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Unrepentant Subjectivity on Economics, Politics, Defence, Foreign Policy, and Russia

Krugman Overwhelmed by Stress, Planning to Become Monk?

This internet is surely the biggest leap forward in technology since the eighties invented the electrical carving knife, and the Parallax Brief hopelessly addicted. I can be swept into a trancelike state, slowly hyperlinking from a blog post about social planning, to a look at the pros and cons of America’s F-22 Raptor program, to Counterinsurgency Warfare: the Theory and Practice by David Galula, to the Algerian War of Independence, to Charles De Gaulle, to the Day of the Jackal, and all the way through the infinite degrees of separation.

The internet is nirvana, but one does find some odd things, and gain some interesting insights into people’s lives.

For instance, I read Paul Krugman’s blog religiously: I genuinely believe he is one of the finest minds, and most prescient analysts, of our time. In a short blog post today, he included a link to a book called Culture Made Stupid. I followed the link to the book’s Amazon page, where the top review is by none other than Paul Krugman.  From there, we can click through to Krugman’s personal Amazon page and view his Universal Wish List – a feature on Amazon which helps users keep track of the things they want to buy.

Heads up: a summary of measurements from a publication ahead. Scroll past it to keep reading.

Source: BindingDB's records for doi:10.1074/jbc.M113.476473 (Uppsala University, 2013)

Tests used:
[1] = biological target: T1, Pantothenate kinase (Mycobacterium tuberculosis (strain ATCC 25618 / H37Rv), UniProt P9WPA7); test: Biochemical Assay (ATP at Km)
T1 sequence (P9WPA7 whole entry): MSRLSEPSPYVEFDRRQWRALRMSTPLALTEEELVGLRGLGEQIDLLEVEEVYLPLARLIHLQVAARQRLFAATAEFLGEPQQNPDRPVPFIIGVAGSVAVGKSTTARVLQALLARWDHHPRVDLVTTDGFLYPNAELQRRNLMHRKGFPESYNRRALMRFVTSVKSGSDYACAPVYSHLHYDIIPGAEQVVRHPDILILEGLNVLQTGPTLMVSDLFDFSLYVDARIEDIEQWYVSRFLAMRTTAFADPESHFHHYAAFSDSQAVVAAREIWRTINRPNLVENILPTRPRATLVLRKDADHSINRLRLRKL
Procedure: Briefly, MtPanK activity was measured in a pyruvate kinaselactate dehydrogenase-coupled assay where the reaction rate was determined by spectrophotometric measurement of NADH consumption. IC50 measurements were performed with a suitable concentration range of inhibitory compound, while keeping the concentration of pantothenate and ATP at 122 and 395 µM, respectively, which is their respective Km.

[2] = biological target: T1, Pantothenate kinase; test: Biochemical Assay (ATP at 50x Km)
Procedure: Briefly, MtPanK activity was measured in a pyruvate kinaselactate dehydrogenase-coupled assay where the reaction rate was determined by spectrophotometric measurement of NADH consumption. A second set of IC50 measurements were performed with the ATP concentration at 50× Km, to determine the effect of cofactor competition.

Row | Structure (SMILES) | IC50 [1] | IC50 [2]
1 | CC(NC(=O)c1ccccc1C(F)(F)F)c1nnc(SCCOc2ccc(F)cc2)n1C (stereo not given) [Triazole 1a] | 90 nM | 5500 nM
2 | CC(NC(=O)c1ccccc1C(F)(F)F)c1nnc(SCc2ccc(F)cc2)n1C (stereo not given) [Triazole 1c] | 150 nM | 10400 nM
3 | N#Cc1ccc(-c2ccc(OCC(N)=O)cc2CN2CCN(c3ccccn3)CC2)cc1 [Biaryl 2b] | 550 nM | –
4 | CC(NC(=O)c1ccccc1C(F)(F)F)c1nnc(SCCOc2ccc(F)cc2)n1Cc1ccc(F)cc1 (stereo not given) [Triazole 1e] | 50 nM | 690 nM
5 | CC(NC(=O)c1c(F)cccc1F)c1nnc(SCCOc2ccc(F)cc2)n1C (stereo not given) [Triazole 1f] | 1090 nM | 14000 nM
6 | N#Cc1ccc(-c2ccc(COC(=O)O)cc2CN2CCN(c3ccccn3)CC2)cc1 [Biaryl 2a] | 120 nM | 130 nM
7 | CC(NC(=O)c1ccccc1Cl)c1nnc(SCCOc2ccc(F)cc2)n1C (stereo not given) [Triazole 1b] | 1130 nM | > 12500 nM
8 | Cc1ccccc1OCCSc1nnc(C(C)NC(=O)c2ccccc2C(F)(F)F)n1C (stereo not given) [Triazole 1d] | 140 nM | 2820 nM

And Krugman’s is instructive. First, he is clearly in a state of high stress, with CDs Shamanic Dream, Zen Relaxation, Sleep Deeply, Natural Stress Relief: Dan Gibson’s Solitudes, Echoes of Nature: Rainforest, Evening Crickets (Nature Sounds Only Version), and Soothing Sea populating the top half of Krugman’s wish list.

Even more concerning is the second half of the list, which suggests the Nobel Laureate is so troubled about the parlous state of the world economy that he preparing to quit his positions as professor of economics and international affairs at Princeton Universit and New York Times op-ed columnist for a life of chastity, poverty and piety as a Monk. According to his wish list, Krugman is planning to read Finding Sanctuary: Monastic Steps for Everyday Life, by Abbot Christopher Jamison, and An Infinity of Little Hours: Five Young Men and Their Trial of Faith in the Western World’s Most Austere Monastic Order by Nancy Klein Maguire .

I think we should all be very worried.

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